Service users can also get involved in creative classes including literacy sessions, creative writing, sculpture, other art activities, football and gardening.
 
Shrewsbury mayor, Councillor Elisabeth Roberts, was impressed with the facility, and hopes all Salopians will continue to show compassion and respect for homeless people.
“We could all be in this position,” she said. “As an ex-care kid, this could have been me and, on a few occasions, it nearly was. These people are part of our community and we need to respect them as human beings.”
As the cost of living crisis continues to take its toll, however, the team at the Ark need more support than ever to help people in need.
 
With people across the country grappling with economic difficulties, charities such as the Ark are seeing fewer donations coming through their doors and are falling under immense pressure.
Recently, the charity issued a desperate appeal for stock, as they found themselves running low on almost everything.
 
The team at the Ark called for support from supermarkets and community groups after experiencing a shortage of sleeping bags, toiletries, fresh produce and clothing.
Manager Wendy Faulkner said the team are bracing themselves for the ‘significant’ impact of rising energy bills this winter.
 
“The cost of living is impacting everyone and people aren’t donating as much as they used to, especially due to the fuel and energy crisis,” she said. “The impact on us is going to be quite significant, our utility bills are going to be significantly higher and this will impact what we can provide as a service.
 

“We get lots of donations through Shrewsbury Food Hub on a daily basis, which is incredible. We also refer people to Barnabas Food Bank for support. But we are making 70 meals a day now and we’re always running out of stock.”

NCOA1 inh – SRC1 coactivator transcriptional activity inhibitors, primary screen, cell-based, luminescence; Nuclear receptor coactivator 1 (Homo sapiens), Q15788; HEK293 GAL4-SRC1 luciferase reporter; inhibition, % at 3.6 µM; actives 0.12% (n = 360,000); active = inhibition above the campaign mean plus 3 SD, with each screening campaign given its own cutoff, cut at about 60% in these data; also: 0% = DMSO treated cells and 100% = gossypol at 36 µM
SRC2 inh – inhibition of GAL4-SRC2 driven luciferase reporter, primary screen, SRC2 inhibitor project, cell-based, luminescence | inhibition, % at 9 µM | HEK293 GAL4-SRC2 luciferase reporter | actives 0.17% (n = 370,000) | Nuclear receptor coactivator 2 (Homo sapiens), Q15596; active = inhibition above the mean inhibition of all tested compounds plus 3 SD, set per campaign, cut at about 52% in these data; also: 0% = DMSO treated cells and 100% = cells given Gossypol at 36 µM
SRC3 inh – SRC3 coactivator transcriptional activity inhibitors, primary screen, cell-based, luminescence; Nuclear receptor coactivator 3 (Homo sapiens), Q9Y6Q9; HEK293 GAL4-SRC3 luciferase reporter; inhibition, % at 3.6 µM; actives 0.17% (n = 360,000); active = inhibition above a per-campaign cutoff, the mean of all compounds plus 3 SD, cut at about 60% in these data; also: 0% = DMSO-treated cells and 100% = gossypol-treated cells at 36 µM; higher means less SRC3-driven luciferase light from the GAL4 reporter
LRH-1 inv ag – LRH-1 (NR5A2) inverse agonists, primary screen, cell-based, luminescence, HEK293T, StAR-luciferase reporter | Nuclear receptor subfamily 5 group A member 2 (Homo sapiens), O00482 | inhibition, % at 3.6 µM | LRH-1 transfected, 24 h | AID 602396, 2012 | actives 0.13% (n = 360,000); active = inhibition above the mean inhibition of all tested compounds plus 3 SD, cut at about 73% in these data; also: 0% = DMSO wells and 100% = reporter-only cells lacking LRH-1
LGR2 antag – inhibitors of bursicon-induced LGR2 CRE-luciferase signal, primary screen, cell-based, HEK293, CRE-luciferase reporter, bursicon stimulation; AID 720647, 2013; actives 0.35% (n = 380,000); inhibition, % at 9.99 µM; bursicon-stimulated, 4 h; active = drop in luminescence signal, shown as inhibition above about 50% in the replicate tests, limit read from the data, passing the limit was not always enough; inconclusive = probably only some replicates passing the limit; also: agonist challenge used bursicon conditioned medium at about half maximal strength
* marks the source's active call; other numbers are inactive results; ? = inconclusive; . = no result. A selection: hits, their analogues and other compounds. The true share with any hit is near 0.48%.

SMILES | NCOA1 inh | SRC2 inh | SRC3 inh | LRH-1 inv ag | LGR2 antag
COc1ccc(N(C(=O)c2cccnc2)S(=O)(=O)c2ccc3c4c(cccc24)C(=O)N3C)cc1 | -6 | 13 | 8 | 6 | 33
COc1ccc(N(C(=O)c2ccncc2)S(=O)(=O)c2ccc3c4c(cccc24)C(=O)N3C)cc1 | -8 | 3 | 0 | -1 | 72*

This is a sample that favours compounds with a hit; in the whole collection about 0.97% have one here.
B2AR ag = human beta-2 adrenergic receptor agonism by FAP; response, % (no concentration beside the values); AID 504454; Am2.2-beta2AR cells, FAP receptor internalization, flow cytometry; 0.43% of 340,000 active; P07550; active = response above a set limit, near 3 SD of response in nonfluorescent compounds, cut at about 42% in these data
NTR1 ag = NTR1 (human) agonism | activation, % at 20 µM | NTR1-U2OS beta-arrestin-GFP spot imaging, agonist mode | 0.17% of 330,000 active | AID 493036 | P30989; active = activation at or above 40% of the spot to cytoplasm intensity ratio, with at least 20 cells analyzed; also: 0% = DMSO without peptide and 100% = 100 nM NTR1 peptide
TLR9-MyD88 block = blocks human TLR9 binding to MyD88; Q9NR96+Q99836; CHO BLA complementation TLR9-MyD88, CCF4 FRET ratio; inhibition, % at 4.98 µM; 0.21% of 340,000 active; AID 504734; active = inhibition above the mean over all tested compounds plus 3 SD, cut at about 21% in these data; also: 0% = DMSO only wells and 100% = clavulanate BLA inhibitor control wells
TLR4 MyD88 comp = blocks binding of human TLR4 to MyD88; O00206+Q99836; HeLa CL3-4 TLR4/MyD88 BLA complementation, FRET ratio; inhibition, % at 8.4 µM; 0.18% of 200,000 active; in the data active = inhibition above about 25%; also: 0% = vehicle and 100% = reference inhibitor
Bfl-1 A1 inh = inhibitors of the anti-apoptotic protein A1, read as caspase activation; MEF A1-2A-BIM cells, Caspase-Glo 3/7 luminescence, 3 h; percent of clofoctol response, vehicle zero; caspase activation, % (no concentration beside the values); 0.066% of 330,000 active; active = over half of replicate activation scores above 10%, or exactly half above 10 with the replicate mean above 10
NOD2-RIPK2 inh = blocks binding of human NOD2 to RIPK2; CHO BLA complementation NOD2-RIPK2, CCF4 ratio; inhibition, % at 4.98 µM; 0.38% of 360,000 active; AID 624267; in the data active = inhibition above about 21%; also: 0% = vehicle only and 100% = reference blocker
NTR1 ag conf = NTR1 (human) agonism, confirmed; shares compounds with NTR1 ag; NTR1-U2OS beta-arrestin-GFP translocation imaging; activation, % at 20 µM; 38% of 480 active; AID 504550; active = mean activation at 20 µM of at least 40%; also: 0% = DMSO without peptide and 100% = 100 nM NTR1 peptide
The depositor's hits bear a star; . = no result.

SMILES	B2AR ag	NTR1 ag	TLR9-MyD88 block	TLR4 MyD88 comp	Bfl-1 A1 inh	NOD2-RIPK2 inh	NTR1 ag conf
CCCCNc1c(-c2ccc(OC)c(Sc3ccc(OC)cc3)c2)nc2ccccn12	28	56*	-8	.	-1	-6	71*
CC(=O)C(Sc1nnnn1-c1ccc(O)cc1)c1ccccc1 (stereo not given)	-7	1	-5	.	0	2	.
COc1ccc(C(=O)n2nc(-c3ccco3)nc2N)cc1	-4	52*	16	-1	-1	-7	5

While the charity’s new base enhances the services it offers, the larger space means a bigger running cost.
 
The Ark team have appealed to businesses and friends of the charity for help, taking to social media to ‘beg and shout’.
 
“Local accountancy firm Mercian Accountants, Beanies Massato, Lyreco and Wenlock Springs are companies who support us via social media and don’t always get a shout out or thank you, so, you’re incredible, thank you,” said Wendy. “The public in general have responded really well so far and helped out – they’ve been brilliant, dropping off sleeping bags or a bag of sugar and sometimes staying for a cuppa.
 
“There is an increase again in people sleeping rough in the area, so we are in need of things people can use outside – sleeping bags, wet wipes, water , ponchos, umbrellas, hand warmers.”
In addition the centre needs coffee, butter, tinned tomatoes and tinned beans.
 
Shrewsbury Ark relies on the generous donations of communities in and around Shropshire in order to survive.
 
Without these donations, it cannot provide all of its services to those who are most in need.
“We welcome anyone and everyone to pop in, look around, and see what we do,” Wendy added.
 

To find out how to donate food or other items, visit shrewsburyark.co.uk